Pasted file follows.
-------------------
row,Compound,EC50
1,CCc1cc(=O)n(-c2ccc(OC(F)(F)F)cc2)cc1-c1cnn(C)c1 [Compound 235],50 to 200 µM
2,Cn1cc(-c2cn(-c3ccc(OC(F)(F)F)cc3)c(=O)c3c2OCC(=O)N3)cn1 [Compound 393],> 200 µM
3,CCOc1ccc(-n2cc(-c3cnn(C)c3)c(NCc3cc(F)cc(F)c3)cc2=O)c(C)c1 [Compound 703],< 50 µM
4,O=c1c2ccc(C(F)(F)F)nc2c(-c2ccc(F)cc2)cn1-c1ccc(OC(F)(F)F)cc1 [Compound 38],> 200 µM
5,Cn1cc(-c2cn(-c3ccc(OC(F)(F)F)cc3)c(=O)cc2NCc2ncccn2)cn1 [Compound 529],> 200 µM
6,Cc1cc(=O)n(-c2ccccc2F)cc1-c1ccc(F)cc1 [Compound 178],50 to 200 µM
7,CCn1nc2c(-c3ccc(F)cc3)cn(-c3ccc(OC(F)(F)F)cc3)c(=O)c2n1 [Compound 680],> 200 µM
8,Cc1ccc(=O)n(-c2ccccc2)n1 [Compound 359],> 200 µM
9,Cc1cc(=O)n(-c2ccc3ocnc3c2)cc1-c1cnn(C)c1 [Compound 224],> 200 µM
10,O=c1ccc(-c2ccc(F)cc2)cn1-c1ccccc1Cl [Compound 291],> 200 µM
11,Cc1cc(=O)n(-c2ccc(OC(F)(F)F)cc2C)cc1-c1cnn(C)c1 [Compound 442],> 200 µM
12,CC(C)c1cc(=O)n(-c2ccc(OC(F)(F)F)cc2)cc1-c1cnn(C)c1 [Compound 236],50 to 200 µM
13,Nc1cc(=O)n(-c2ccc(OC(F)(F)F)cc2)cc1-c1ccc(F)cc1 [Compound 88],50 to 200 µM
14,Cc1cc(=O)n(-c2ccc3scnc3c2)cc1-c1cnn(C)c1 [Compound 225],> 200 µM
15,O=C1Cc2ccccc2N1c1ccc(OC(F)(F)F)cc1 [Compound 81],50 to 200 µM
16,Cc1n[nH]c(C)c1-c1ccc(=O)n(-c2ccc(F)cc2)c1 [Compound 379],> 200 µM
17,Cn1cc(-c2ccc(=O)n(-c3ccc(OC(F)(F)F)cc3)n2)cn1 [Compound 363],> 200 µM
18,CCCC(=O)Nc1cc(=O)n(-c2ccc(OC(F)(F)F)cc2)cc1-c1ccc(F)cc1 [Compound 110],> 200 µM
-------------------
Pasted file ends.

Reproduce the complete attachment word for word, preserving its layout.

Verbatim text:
row,Compound,EC50
1,CCc1cc(=O)n(-c2ccc(OC(F)(F)F)cc2)cc1-c1cnn(C)c1 [Compound 235],50 to 200 µM
2,Cn1cc(-c2cn(-c3ccc(OC(F)(F)F)cc3)c(=O)c3c2OCC(=O)N3)cn1 [Compound 393],> 200 µM
3,CCOc1ccc(-n2cc(-c3cnn(C)c3)c(NCc3cc(F)cc(F)c3)cc2=O)c(C)c1 [Compound 703],< 50 µM
4,O=c1c2ccc(C(F)(F)F)nc2c(-c2ccc(F)cc2)cn1-c1ccc(OC(F)(F)F)cc1 [Compound 38],> 200 µM
5,Cn1cc(-c2cn(-c3ccc(OC(F)(F)F)cc3)c(=O)cc2NCc2ncccn2)cn1 [Compound 529],> 200 µM
6,Cc1cc(=O)n(-c2ccccc2F)cc1-c1ccc(F)cc1 [Compound 178],50 to 200 µM
7,CCn1nc2c(-c3ccc(F)cc3)cn(-c3ccc(OC(F)(F)F)cc3)c(=O)c2n1 [Compound 680],> 200 µM
8,Cc1ccc(=O)n(-c2ccccc2)n1 [Compound 359],> 200 µM
9,Cc1cc(=O)n(-c2ccc3ocnc3c2)cc1-c1cnn(C)c1 [Compound 224],> 200 µM
10,O=c1ccc(-c2ccc(F)cc2)cn1-c1ccccc1Cl [Compound 291],> 200 µM
11,Cc1cc(=O)n(-c2ccc(OC(F)(F)F)cc2C)cc1-c1cnn(C)c1 [Compound 442],> 200 µM
12,CC(C)c1cc(=O)n(-c2ccc(OC(F)(F)F)cc2)cc1-c1cnn(C)c1 [Compound 236],50 to 200 µM
13,Nc1cc(=O)n(-c2ccc(OC(F)(F)F)cc2)cc1-c1ccc(F)cc1 [Compound 88],50 to 200 µM
14,Cc1cc(=O)n(-c2ccc3scnc3c2)cc1-c1cnn(C)c1 [Compound 225],> 200 µM
15,O=C1Cc2ccccc2N1c1ccc(OC(F)(F)F)cc1 [Compound 81],50 to 200 µM
16,Cc1n[nH]c(C)c1-c1ccc(=O)n(-c2ccc(F)cc2)c1 [Compound 379],> 200 µM
17,Cn1cc(-c2ccc(=O)n(-c3ccc(OC(F)(F)F)cc3)n2)cn1 [Compound 363],> 200 µM
18,CCCC(=O)Nc1cc(=O)n(-c2ccc(OC(F)(F)F)cc2)cc1-c1ccc(F)cc1 [Compound 110],> 200 µM